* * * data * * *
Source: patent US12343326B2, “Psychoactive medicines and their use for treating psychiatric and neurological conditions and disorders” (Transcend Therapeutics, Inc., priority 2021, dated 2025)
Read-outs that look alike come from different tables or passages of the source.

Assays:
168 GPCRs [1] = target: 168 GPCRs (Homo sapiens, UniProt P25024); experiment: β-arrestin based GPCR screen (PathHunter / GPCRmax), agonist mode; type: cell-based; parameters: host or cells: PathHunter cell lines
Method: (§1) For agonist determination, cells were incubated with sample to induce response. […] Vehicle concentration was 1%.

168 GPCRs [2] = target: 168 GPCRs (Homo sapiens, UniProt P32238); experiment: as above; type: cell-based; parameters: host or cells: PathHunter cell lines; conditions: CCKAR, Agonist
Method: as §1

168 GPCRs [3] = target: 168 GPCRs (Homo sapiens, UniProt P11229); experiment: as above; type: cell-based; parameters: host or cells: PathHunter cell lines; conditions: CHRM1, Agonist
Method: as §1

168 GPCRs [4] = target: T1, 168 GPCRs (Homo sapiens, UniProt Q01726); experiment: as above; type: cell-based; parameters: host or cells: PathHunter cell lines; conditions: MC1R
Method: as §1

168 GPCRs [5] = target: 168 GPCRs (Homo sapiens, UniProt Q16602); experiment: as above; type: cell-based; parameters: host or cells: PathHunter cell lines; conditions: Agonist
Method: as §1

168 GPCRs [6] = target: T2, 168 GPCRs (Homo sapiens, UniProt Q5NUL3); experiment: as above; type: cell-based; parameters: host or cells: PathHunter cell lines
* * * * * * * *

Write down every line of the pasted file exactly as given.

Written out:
Source: patent US12343326B2, “Psychoactive medicines and their use for treating psychiatric and neurological conditions and disorders” (Transcend Therapeutics, Inc., priority 2021, dated 2025)
Read-outs that look alike come from different tables or passages of the source.

Assays:
168 GPCRs [1] = target: 168 GPCRs (Homo sapiens, UniProt P25024); experiment: β-arrestin based GPCR screen (PathHunter / GPCRmax), agonist mode; type: cell-based; parameters: host or cells: PathHunter cell lines
Method: (§1) For agonist determination, cells were incubated with sample to induce response. […] Vehicle concentration was 1%.

168 GPCRs [2] = target: 168 GPCRs (Homo sapiens, UniProt P32238); experiment: as above; type: cell-based; parameters: host or cells: PathHunter cell lines; conditions: CCKAR, Agonist
Method: as §1

168 GPCRs [3] = target: 168 GPCRs (Homo sapiens, UniProt P11229); experiment: as above; type: cell-based; parameters: host or cells: PathHunter cell lines; conditions: CHRM1, Agonist
Method: as §1

168 GPCRs [4] = target: T1, 168 GPCRs (Homo sapiens, UniProt Q01726); experiment: as above; type: cell-based; parameters: host or cells: PathHunter cell lines; conditions: MC1R
Method: as §1

168 GPCRs [5] = target: 168 GPCRs (Homo sapiens, UniProt Q16602); experiment: as above; type: cell-based; parameters: host or cells: PathHunter cell lines; conditions: Agonist
Method: as §1

168 GPCRs [6] = target: T2, 168 GPCRs (Homo sapiens, UniProt Q5NUL3); experiment: as above; type: cell-based; parameters: host or cells: PathHunter cell lines